St. John's survives late scare from Northern Arizona, 61-56

'99 Cinderella Gonzaga flashes more magic, upsets Louisville, 77-66

West at Tucson, Ariz.

Ncaa Tournament

March 17, 2000|By Christian Ewell | Christian Ewell,SUN STAFF

TUCSON, Ariz. -- In what was the biggest near-upset, Lavor Postell hit a leaning 10-foot jumper and Erick Barkley made a game-saving steal to preserve a 61-56 victory for No. 2 seed St. John's over No. 15 seed Northern Arizona in a first-round West Regional game.

The Lumberjacks (20-10) held a 56-55 lead over the Red Storm (25-7) after a Cory Schwab three-pointer with 29 seconds left.

However, Postell responded by hitting a jumper and converting a three-point play to give St. John's a two-point lead with 10.9 second left.

With Northern Arizona driving, Barkley stole the ball from Lumberjack swingman Ross Land. On the in-bounds play, Barkley was fouled, went to the line and made one free throw before missing a second that was followed up by Bootsy Thornton (Dunbar), who led all scorers with 20 points.

Playing against a team that once sank 16 three-pointers in a game, protecting the perimeter was a major priority for the Red Storm.

But for all the talk about the three-point shooting from the Lumberjacks -- champions of the Big Sky Conference -- the biggest mountain St. John's found itself climbing was a 7-foot, immobile center named Dan McClintock.

Northern Arizona could only hit two of its 11 three-point attempts in the early going, one of them a Ross Land shot that tied the game at 18 with 9: 07 left in the first half. The problem was stopping McClintock, who only shot five for 12 from the field, but scored six of his team's first 10 points.

An Andrew Wolthers jumper gave the Lumberjacks a 20-18 lead, which it would extend to five points at 25-20 on a finger roll from McClintock with 3: 47 left in the first half.

St. John's held Northern Arizona scoreless from there until halftme. Meanwhile Thornton, who led the Red Storm with 10 points in the first half, hit a pair of field goals to bring his team to within one point, 25-24, at the 2: 21 mark.

Then reserve forward Anthony Glover returned the lead to St. John's with a pair of blind reverse layups, the last coming with less than a second left and putting his team ahead, 28-25 going into the break.

Gonzaga 77, Louisville 66: The win wasn't exactly of the giant-killer variety, but the Bulldogs scored yet another NCAA tournament upset, beating the No. 7 seed Cardinals.

Senior guard Richie Frahm had 31 points and seven rebounds for Gonzaga (25-8), which made an unlikely run before falling to eventual national champion Connecticut in the West Regional final last season.

"I'm ecstatic," Frahm said. "We're in the second round, now we need to take care of business from there."

Down by one at the half despite shooting 59 percent from the field, Gonzaga stayed accurate over the final 20 minutes (and finished at 57.1), while allowing the Cardinals (19-12) to hit only 28 percent of their shots.

The lead switched between the two teams for the first five minutes of the second half, with Louisville going ahead 45-43 lead on a Nate Johnson layin with 15: 16 left in the game.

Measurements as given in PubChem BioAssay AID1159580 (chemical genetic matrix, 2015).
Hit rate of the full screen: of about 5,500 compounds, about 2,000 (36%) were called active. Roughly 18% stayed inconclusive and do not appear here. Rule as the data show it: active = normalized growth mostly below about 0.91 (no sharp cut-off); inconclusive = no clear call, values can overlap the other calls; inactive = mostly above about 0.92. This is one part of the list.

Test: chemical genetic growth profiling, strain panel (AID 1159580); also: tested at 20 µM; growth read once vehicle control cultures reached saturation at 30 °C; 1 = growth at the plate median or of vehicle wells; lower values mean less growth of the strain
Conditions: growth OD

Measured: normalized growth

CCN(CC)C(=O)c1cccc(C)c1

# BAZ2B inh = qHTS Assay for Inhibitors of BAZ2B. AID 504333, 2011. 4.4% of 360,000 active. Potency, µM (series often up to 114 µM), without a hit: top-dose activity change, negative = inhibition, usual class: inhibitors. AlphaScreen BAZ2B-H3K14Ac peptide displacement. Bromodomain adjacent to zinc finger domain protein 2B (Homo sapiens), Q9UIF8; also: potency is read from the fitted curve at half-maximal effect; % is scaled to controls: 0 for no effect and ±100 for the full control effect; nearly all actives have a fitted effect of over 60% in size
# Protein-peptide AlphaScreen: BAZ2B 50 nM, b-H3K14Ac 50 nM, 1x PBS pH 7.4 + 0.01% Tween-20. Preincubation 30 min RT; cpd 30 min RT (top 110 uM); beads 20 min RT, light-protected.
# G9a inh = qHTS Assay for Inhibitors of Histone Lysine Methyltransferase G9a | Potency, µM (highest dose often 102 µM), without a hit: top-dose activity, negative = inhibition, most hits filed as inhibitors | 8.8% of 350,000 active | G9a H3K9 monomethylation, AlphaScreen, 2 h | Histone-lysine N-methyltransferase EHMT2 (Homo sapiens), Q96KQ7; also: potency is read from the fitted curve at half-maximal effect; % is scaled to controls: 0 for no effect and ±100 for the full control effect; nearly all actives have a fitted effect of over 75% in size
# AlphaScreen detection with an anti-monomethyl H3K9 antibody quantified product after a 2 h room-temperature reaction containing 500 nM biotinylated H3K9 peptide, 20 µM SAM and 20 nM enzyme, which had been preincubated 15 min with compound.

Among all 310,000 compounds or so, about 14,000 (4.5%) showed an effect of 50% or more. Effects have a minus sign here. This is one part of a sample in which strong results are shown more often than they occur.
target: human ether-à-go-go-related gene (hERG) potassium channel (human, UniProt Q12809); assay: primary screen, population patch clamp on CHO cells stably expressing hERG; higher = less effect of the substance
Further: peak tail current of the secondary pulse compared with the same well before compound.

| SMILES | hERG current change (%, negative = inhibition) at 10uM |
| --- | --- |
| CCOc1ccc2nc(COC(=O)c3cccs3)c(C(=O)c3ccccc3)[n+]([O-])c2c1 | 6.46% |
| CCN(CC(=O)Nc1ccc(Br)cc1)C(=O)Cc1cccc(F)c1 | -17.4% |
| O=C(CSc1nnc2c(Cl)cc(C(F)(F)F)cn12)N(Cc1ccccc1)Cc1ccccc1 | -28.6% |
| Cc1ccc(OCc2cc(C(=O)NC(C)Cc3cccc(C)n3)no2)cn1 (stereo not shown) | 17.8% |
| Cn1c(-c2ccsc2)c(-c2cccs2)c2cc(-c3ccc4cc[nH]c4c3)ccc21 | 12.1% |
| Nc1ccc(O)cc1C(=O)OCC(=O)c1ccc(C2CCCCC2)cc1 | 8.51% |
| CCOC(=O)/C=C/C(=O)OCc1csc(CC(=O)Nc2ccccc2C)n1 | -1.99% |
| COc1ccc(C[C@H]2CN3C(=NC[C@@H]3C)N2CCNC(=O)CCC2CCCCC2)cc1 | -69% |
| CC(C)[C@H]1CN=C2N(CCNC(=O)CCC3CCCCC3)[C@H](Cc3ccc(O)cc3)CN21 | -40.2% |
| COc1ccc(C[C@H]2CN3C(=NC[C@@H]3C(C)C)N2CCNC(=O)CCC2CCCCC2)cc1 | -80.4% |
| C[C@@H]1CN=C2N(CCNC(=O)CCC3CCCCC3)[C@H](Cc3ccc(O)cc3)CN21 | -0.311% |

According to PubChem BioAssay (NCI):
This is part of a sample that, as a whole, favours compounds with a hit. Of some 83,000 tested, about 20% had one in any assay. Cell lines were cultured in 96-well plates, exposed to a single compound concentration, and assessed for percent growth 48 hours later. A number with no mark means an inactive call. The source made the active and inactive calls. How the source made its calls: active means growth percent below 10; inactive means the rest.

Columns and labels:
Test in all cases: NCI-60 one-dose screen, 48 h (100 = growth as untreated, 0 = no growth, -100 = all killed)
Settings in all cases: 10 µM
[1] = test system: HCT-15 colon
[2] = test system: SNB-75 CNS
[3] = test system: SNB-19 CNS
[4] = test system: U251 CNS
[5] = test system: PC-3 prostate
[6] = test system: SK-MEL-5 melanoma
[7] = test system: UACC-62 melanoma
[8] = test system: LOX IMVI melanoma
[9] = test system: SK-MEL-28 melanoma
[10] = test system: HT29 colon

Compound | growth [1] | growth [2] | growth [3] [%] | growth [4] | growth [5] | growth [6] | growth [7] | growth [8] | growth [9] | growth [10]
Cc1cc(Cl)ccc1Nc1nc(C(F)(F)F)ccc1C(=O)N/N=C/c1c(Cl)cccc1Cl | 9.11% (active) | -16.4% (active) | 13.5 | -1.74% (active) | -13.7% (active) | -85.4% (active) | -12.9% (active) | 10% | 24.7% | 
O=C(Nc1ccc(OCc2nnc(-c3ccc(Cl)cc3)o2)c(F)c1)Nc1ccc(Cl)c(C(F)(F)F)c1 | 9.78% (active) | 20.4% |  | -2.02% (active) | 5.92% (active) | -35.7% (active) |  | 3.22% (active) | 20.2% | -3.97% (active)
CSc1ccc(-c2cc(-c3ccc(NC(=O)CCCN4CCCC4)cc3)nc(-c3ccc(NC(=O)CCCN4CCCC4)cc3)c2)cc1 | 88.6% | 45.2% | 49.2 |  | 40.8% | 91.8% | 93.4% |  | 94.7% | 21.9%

That was the last lead the Cardinals would have, as Frahm scored 14 of his game-high total.

"We went through this last year, and we knew a little bit of what to expect," said Gonzaga coach Mark Few, who took over when Dan Monson left for Minnesota. "This team believes in itself, and they are confident in their abilities."

The Bulldogs will play St. John's today in the second round.

Purdue 62, Dayton 61: Jaraan Cornell rediscovered his outside touch just in time for the Boilermakers.

Cornell broke out of a season-long slump by hitting three three-pointers in the final nine minutes to lead Purdue into the second round of the NCAA tournament for the seventh straight year.

"With about eight minutes left, I asked Jaraan, `Could you please make a shot tonight,' " Purdue coach Gene Keady said. "He laughed and maybe he was able to relax a little after that."

The sixth-seeded Boilermakers (22-9) advanced to play third-seeded Oklahoma, which beat No. 14 Winthrop, 74-50, in the first game of the day.

"There was no way I was going out to Dayton," Cornell said.

Cornell, who came into the game shooting 38 percent, hit a three-pointer with 2: 05 remaining to snap a 9-0 run by No. 11 seed Dayton (22-9) and tie it at 58.

Purdue last lost a first-round game in 1993 to Rhode Island.

Oklahoma 74, Winthrop 50: On the wings of three-pointers, the Sooners moved on to the second round of the NCAA tournament.

Oklahoma was 10-for-21 from long range while Winthrop clanked shot after shot off the rim in a miserable shooting performance as the third-seeded Sooners rolled to victory.

Oklahoma's Eduardo Najera managed just 10 points, nearly nine below his average, in 28 foul-plagued minutes, but that hardly mattered as four other Sooners scored in double figures.

"We've got a complete team," reserve guard Tim Heskett said. "We've got an All-American in Eduardo and people sit on him, but we've got so many weapons besides him. People overlook us a lot."

First-year guards J. R. Raymond and Hollis Price carried the offense in the first half, as the Sooners (27-6) built a 39-23 lead at the break. Raymond scored 11 of his 14 points in the first 20 minutes and finished 4-for-7 from three-point range. Price added 10, also all in the first half.

-- The Associated Press contributed to this article.

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